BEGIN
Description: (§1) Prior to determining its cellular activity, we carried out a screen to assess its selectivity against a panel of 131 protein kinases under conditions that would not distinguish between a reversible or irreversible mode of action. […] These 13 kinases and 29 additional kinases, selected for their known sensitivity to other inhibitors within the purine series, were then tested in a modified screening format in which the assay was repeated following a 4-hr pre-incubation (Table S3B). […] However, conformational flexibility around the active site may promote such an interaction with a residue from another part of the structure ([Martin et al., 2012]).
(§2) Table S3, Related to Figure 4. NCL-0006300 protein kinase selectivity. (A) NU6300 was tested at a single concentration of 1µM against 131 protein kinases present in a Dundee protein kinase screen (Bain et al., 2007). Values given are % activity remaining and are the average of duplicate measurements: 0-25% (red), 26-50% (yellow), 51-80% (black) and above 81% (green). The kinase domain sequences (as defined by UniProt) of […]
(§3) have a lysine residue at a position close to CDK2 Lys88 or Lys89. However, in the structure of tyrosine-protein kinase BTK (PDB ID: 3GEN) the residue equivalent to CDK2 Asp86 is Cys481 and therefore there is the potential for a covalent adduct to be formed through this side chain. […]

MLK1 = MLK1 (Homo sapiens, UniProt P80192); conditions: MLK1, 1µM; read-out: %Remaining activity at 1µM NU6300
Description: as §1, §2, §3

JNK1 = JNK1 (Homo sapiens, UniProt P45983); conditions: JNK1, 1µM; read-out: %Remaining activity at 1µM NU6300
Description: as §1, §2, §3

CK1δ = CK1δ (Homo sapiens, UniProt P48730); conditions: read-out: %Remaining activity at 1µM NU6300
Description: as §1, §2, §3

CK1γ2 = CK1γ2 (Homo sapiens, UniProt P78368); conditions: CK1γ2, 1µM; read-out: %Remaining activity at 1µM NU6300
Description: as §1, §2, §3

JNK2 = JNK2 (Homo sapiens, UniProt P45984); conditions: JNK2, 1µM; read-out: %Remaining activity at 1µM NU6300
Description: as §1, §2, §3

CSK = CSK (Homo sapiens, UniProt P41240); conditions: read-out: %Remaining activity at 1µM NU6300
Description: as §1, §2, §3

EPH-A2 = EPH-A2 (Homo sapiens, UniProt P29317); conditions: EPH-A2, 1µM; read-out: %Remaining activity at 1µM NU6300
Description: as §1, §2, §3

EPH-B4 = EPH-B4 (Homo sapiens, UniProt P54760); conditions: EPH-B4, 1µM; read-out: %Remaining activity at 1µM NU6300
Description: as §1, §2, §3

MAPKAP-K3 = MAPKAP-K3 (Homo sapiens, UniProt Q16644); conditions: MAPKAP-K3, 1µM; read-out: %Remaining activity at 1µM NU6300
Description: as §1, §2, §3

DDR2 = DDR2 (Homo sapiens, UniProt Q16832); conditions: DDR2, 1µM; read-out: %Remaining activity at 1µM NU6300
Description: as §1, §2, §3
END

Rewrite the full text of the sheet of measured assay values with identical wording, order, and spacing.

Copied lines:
Description: (§1) Prior to determining its cellular activity, we carried out a screen to assess its selectivity against a panel of 131 protein kinases under conditions that would not distinguish between a reversible or irreversible mode of action. […] These 13 kinases and 29 additional kinases, selected for their known sensitivity to other inhibitors within the purine series, were then tested in a modified screening format in which the assay was repeated following a 4-hr pre-incubation (Table S3B). […] However, conformational flexibility around the active site may promote such an interaction with a residue from another part of the structure ([Martin et al., 2012]).
(§2) Table S3, Related to Figure 4. NCL-0006300 protein kinase selectivity. (A) NU6300 was tested at a single concentration of 1µM against 131 protein kinases present in a Dundee protein kinase screen (Bain et al., 2007). Values given are % activity remaining and are the average of duplicate measurements: 0-25% (red), 26-50% (yellow), 51-80% (black) and above 81% (green). The kinase domain sequences (as defined by UniProt) of […]
(§3) have a lysine residue at a position close to CDK2 Lys88 or Lys89. However, in the structure of tyrosine-protein kinase BTK (PDB ID: 3GEN) the residue equivalent to CDK2 Asp86 is Cys481 and therefore there is the potential for a covalent adduct to be formed through this side chain. […]

MLK1 = MLK1 (Homo sapiens, UniProt P80192); conditions: MLK1, 1µM; read-out: %Remaining activity at 1µM NU6300
Description: as §1, §2, §3

JNK1 = JNK1 (Homo sapiens, UniProt P45983); conditions: JNK1, 1µM; read-out: %Remaining activity at 1µM NU6300
Description: as §1, §2, §3

CK1δ = CK1δ (Homo sapiens, UniProt P48730); conditions: read-out: %Remaining activity at 1µM NU6300
Description: as §1, §2, §3

CK1γ2 = CK1γ2 (Homo sapiens, UniProt P78368); conditions: CK1γ2, 1µM; read-out: %Remaining activity at 1µM NU6300
Description: as §1, §2, §3

JNK2 = JNK2 (Homo sapiens, UniProt P45984); conditions: JNK2, 1µM; read-out: %Remaining activity at 1µM NU6300
Description: as §1, §2, §3

CSK = CSK (Homo sapiens, UniProt P41240); conditions: read-out: %Remaining activity at 1µM NU6300
Description: as §1, §2, §3

EPH-A2 = EPH-A2 (Homo sapiens, UniProt P29317); conditions: EPH-A2, 1µM; read-out: %Remaining activity at 1µM NU6300
Description: as §1, §2, §3

EPH-B4 = EPH-B4 (Homo sapiens, UniProt P54760); conditions: EPH-B4, 1µM; read-out: %Remaining activity at 1µM NU6300
Description: as §1, §2, §3

MAPKAP-K3 = MAPKAP-K3 (Homo sapiens, UniProt Q16644); conditions: MAPKAP-K3, 1µM; read-out: %Remaining activity at 1µM NU6300
Description: as §1, §2, §3

DDR2 = DDR2 (Homo sapiens, UniProt Q16832); conditions: DDR2, 1µM; read-out: %Remaining activity at 1µM NU6300
Description: as §1, §2, §3